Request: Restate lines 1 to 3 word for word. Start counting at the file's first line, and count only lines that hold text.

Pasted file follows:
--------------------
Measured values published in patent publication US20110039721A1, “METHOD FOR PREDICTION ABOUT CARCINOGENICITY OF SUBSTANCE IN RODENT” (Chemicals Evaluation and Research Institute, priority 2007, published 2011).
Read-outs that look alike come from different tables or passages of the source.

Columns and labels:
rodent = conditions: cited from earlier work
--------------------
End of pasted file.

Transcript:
Measured values published in patent publication US20110039721A1, “METHOD FOR PREDICTION ABOUT CARCINOGENICITY OF SUBSTANCE IN RODENT” (Chemicals Evaluation and Research Institute, priority 2007, published 2011).
Read-outs that look alike come from different tables or passages of the source.

Columns and labels: